All of the various actors involved on Election Day in Haiti have a key role to play. The Joint OAS-CARICOM Electoral Observation Mission (JEOM) calls on all of them to fulfill their roles with neutrality, a sense of civic responsibility and respect for the stipulations of the Electoral Law.
The training of election officials that is currently underway will be essential to the success of the process and the JEOM wishes to underline the importance of recruiting competent and experienced staff to perform these functions. The Mission reminds that improving the quality of training of election officials and particularly supervisors and members of polling centers (MBV) was central to the recommendations provided to the Provisional Electoral Council (CEP) by the JEOM and the OAS Mission of experts on the verification of the tabulation of the vote. In fact, the Mission is of the opinion that improving the quality of training of election officials and particularly the training of supervisors and polling workers (MBV) could help to avoid a large number of the irregularities that occurred during the first round. It is therefore regrettable that the training of supervisors was once again disrupted not only by those who were excluded because of their poor performance or delinquency during the first round, but also by protests organized by experienced supervisors whose names had been struck following replacements made by CEP counselors and also by BED presidents. Missteps made during the first round will have the same impact in the second round. The training of polling workers has been delayed until the last possible moment due to problems related to late or incomplete lists provided by political parties.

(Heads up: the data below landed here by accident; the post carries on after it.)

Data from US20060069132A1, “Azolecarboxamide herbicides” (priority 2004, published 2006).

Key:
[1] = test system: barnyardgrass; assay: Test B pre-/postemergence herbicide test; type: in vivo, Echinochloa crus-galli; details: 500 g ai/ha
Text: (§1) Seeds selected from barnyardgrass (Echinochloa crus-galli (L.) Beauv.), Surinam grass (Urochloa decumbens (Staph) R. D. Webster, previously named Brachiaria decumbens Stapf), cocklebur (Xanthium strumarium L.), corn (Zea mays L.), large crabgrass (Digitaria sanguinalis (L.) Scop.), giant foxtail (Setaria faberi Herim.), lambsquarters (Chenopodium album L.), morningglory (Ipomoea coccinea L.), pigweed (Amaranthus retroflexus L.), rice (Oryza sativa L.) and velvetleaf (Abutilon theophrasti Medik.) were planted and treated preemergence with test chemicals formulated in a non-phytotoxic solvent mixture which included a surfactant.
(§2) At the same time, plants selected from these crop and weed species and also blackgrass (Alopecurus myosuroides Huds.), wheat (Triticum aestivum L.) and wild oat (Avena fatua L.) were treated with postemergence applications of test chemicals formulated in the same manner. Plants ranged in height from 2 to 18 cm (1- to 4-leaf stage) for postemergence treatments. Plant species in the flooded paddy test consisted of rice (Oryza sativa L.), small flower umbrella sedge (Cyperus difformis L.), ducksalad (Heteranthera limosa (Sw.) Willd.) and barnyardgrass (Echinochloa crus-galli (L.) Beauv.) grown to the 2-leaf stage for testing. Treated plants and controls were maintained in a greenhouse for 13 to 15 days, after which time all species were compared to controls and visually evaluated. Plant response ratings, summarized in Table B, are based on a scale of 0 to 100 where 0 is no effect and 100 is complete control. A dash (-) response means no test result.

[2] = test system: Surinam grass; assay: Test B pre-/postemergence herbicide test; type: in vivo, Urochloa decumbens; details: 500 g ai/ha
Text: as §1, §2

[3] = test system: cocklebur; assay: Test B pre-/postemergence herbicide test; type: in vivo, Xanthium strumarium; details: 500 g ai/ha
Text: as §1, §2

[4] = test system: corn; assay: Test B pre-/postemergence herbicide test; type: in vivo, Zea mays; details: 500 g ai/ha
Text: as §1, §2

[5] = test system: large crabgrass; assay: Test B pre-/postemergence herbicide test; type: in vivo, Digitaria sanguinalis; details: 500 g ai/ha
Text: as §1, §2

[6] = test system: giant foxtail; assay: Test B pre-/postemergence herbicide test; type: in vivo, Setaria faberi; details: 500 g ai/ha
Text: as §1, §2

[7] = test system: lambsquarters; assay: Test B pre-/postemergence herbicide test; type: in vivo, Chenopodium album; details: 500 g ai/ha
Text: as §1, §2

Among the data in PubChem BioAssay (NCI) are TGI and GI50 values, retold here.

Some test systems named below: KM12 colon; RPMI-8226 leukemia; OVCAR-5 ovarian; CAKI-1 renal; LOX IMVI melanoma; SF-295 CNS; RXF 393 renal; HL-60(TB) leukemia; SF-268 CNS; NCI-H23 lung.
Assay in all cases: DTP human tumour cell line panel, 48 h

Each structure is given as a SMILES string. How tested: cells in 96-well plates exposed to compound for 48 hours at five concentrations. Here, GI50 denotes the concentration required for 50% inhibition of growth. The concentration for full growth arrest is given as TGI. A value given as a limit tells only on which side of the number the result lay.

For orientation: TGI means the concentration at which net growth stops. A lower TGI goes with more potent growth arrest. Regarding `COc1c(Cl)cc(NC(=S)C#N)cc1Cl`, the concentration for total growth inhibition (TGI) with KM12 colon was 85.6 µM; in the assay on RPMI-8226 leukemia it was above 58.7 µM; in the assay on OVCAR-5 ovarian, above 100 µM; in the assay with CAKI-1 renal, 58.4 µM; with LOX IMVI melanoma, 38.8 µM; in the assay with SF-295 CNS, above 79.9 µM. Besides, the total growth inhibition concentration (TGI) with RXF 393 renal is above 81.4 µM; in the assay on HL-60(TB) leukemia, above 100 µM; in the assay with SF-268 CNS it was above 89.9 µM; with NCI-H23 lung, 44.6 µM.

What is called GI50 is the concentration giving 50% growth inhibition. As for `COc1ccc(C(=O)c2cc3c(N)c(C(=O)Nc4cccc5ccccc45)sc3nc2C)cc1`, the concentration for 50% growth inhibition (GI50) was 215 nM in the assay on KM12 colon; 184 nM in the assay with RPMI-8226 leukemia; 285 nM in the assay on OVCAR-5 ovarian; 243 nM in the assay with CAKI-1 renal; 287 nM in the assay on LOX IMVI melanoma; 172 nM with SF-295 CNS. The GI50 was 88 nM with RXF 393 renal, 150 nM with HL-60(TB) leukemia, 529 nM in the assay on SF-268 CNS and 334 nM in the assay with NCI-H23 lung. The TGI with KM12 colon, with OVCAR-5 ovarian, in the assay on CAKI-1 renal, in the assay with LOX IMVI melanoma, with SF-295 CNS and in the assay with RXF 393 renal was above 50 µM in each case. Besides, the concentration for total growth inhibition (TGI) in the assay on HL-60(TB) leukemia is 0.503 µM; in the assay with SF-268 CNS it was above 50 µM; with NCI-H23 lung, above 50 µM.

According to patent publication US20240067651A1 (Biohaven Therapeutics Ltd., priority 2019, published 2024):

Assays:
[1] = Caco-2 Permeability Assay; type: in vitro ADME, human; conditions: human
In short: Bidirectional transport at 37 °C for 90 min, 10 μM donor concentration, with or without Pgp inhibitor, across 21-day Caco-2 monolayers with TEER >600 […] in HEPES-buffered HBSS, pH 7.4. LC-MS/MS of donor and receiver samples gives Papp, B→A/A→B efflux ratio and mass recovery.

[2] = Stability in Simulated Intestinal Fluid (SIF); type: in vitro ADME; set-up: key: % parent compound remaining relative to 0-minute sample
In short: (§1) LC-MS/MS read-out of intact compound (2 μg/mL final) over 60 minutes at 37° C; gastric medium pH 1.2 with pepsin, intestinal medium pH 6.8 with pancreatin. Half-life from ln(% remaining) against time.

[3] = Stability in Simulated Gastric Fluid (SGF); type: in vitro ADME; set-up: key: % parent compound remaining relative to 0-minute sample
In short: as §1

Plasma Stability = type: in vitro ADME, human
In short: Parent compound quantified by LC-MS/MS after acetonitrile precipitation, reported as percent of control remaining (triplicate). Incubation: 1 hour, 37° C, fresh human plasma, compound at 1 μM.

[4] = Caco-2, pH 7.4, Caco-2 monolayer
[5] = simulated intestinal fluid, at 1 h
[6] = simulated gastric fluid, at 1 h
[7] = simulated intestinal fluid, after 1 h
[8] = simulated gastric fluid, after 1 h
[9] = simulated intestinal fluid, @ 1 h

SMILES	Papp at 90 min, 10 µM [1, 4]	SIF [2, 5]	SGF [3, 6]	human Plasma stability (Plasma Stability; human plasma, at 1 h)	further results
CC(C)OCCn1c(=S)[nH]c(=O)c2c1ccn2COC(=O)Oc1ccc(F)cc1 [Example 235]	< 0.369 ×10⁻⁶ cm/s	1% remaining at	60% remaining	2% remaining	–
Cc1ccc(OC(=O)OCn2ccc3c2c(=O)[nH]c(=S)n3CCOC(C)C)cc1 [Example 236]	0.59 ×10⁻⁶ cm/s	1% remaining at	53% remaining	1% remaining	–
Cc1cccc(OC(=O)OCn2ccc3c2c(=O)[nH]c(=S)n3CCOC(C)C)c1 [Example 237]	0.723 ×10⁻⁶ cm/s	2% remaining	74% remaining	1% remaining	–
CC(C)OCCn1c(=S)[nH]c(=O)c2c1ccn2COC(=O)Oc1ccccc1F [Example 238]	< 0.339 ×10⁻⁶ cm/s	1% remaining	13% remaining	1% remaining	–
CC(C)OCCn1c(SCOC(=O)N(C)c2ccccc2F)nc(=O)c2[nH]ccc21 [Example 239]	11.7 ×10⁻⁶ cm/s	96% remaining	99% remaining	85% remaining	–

The Mission calls on the CEP to provide as soon as possible the lists of facilitators based on the experience and training criteria that it has itself developed so that their training can take place. The role of these new agents is to assist voters to more easily find their polling stations within the polling centers and to mitigate the problems that had occurred during the first round. In this case also, attempts to insert the names of people who do not meet the criteria can disrupt training and will not help achieve the main objective which is to improve the organization of the second round.
The Mission also wishes to emphasize the responsible and impartial role that Justices of Peace will have to play in fulfilling their duties and in preparing affidavits in response to requests from representatives of candidates and political parties. Similarly, the Haitian National Police (PNH), in close collaboration with MINUSTAH, has the fundamental task of ensuring the security of elections. The mission emphasizes the need to coordinate the efforts of both security forces and reminds supervisors of their duty to appeal to them in case of disturbances.
Finally, the Mission urges citizens to go to the polls on March 20 and to exercise their right to vote calmly and with civility.
For more information, please visit the OAS Website at www.oas.org.